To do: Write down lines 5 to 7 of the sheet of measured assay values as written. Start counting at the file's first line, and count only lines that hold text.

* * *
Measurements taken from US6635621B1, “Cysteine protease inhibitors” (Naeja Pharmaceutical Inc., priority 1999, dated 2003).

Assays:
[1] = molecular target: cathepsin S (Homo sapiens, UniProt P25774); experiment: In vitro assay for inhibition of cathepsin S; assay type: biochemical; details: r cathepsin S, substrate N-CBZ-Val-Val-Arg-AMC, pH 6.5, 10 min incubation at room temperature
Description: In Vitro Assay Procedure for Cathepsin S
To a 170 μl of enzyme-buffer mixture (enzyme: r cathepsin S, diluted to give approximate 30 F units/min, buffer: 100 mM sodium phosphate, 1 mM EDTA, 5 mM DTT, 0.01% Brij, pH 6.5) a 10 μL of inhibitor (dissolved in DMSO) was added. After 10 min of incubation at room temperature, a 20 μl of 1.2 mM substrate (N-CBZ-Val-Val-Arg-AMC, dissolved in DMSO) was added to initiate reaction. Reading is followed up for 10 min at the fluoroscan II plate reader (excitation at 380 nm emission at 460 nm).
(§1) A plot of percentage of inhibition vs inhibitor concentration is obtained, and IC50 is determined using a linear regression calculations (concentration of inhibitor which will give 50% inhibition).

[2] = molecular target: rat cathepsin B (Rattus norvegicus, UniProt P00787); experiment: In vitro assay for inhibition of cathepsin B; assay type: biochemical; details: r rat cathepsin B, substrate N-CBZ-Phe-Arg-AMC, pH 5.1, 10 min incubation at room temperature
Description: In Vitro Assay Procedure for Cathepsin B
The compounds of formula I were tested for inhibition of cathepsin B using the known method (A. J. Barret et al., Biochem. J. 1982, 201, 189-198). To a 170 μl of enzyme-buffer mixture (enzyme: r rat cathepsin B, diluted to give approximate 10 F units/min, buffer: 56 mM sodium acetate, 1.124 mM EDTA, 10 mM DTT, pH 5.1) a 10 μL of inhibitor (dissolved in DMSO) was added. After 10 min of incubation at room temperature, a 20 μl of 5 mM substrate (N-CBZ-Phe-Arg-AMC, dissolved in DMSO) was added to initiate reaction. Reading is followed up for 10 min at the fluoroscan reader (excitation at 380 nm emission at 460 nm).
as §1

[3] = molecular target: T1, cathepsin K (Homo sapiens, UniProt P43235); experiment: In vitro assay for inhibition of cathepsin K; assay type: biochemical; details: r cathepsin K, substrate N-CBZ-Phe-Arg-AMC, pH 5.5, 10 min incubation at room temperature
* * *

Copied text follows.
To a 170 μl of enzyme-buffer mixture (enzyme: r cathepsin S, diluted to give approximate 30 F units/min, buffer: 100 mM sodium phosphate, 1 mM EDTA, 5 mM DTT, 0.01% Brij, pH 6.5) a 10 μL of inhibitor (dissolved in DMSO) was added. After 10 min of incubation at room temperature, a 20 μl of 1.2 mM substrate (N-CBZ-Val-Val-Arg-AMC, dissolved in DMSO) was added to initiate reaction. Reading is followed up for 10 min at the fluoroscan II plate reader (excitation at 380 nm emission at 460 nm).
(§1) A plot of percentage of inhibition vs inhibitor concentration is obtained, and IC50 is determined using a linear regression calculations (concentration of inhibitor which will give 50% inhibition).

[2] = molecular target: rat cathepsin B (Rattus norvegicus, UniProt P00787); experiment: In vitro assay for inhibition of cathepsin B; assay type: biochemical; details: r rat cathepsin B, substrate N-CBZ-Phe-Arg-AMC, pH 5.1, 10 min incubation at room temperature